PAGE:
Like it or not, aging is a part of life, and with aging come many challenges that negatively affect one’s health and fitness. One such ailment that has affected over 10 million Americans is Osteoporosis. Osteoporosis is a condition characterized by decreased bone mass and the loss of bone tissue. The name literally means, “porous bones,” or “holes in bones.” That doesn’t sound too nice now does it?
Osteoporosis is characterized by the progressive thinning of the bones in your body. This results in weak brittle bones, which is extremely susceptible to fracture. Sufferers of osteoporosis commonly see such fractures in the hip and spine. Injuries in these regions of the body greatly affect their health and fitness level. Osteoporosis-related injuries can often last for long periods of time, sometimes resulting in hospitalization.
Though 10 million Americans currently have Osteoporosis, studies show that an additional 34 million people suffer from low bone mass and thus likely to develop the condition as they grow older (according to the National Osteoporosis Foundation). These same studies assert that the cost of osteoporosis-related fractures will amount to $25 billion by 2025. A common misconception is that Osteoporosis is a condition that only affects the health and fitness of elderly people. While it is true that the symptoms of this disease often don’t manifest themselves in people under the age of 50, the condition often begins much earlier.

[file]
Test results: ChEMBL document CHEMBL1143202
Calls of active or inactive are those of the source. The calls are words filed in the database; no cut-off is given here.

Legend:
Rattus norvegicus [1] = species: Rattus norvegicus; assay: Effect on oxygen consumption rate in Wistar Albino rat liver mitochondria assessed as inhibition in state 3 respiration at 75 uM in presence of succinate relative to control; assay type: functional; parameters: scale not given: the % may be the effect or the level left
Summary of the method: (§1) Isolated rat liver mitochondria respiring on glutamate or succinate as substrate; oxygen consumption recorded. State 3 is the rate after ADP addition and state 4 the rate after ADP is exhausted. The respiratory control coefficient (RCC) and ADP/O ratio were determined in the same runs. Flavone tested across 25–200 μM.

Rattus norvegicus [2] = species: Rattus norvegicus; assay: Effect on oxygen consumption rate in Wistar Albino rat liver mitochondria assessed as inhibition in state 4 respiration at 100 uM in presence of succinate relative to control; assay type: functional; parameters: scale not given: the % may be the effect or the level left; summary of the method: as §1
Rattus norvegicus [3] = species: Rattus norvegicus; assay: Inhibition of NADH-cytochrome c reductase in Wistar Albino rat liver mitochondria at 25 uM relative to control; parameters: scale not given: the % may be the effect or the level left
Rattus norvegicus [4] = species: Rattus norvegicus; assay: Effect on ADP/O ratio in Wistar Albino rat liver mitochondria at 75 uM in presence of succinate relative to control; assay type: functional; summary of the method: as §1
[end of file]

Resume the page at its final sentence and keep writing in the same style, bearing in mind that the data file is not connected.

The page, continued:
What causes this common, painful and debilitating condition? Like every other part of your body, bones are living tissue, consisting of cells. These cells both build and break down bone. Think of it this way, bones are perpetually in the process of remodeling. This process takes place within what is called the extracellular matrix. The composition of this matrix determines the strength of one’s bones. By about the age of 30, bone reaches its peak in strength and density. From this point, bone strength and density gradually decreases, sometimes to dangerous levels, as in the case of osteoporosis.
Though the gradually weakening of one’s bones is inevitable, there are ways to prevent the more damaging consequences osteoporosis. One central ingredient in the prevention of osteoporosis is making the commitment to enhance your level of health and fitness. Studies show that fitness exercises that force you to work against gravity are very beneficial in slowing bone loss. When one engages in strength training, force is applied to the bone. This creates the necessary stimulus for new bone formation. In other words, regular exercise not only increases muscle health and fitness levels, but it also increases bone mass!
What kind of fitness exercises are we talking about here? Strength training refers to resistance creating exercises such as the use of dumbbells, rubber tubing, kettle bells or the various machines available at health and fitness centers. To determine the best fitness routine for you, it is best to consult a personal trainer. He or she will guide you towards what exercises will be best effective for your body type and life situation.
Building strong bones through physical fitness is perhaps the best defense against the development of osteoporosis. Whatever your age, it is never too late to make an investment in your health and fitness. In making a small investment of your time and energy today, you will be making an important step in preventing a physically debilitating con